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A Kubernetes cluster can be extended by installing a service mesh. Doing so can provide further options for separating infrastructure concerns from application code. Multi-container pods can then be used, consisting of both the application and a sidecar. When applications call each other inside the cluster, requests are transparently routed to other components via sidecars:
From a security viewpoint, this also provides an elegant way to ensure confidentiality for OAuth requests issued from inside the cluster. The platform can use SPIFFE based infrastructure to enable mutual TLS (mTLS) for sidecar to sidecar connections. In many use cases, applications can operate without any awareness of certificates, and simply call each other over plain HTTP URLs. The platform keeps identities short lived and automatically deals with renewing them.
Design Service Mesh Deployment
To use a service mesh, you first deploy a base Kubernetes cluster. Next, you deploy the service mesh components to the cluster. Finally, application components within the cluster can opt into the use of sidecars and mTLS. The following sections explain the main steps for enabling confidentialility of OAuth requests, when deploying the Curity Identity Server to an Istio service mesh.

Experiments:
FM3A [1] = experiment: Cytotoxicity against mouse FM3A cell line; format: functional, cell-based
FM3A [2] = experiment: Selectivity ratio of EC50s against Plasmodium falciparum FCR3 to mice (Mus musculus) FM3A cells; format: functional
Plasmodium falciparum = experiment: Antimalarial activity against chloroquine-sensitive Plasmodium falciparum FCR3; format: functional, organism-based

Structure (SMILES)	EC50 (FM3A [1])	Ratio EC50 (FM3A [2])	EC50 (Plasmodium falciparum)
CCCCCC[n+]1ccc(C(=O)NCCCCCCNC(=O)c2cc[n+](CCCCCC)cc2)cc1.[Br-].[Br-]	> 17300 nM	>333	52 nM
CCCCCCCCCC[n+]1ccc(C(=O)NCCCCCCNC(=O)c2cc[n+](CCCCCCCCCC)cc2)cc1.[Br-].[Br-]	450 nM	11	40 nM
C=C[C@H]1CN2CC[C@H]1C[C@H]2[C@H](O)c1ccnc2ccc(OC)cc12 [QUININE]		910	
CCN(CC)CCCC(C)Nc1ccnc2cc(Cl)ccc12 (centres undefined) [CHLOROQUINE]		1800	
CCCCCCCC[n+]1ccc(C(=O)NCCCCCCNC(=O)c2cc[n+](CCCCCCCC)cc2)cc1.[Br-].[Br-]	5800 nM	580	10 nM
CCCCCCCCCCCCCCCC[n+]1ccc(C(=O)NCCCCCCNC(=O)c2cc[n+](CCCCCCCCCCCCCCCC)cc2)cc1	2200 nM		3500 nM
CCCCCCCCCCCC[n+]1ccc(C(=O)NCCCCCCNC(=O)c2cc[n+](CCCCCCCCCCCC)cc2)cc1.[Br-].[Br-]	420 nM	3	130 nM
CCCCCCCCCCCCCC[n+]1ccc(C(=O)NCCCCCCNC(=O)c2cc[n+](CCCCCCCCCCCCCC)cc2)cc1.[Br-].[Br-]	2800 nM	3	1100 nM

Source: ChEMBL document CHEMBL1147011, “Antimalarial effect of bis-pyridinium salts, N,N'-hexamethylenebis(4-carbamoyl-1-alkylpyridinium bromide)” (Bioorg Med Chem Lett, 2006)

Deploy a Kubernetes Cluster
This tutorial uses Kubernetes in Docker (KIND) as a Kubernetes base cluster for a development computer. A cluster is created using a simple local command:
kind create cluster --name=istio-demo --config=./cluster.yaml
The nodes for hosting pods can be declared in a
cluster.xml file. The following example declares a local cluster that uses two worker nodes to host pods. Other development related settings can also be expressed in the cluster configuration:
kind: ClusterapiVersion: kind.x-k8s.io/v1alpha4nodes:- role: control-plane- role: worker- role: worker
Using a local cluster is highly useful when designing your deployments. Later, you can create the real cluster in your preferred cloud system:
The cluster creation commands vary across cloud platforms and development clusters. Deploying and configuring Istio and the Curity Identity Server then work identically across all of these systems.
Deploy Istio Components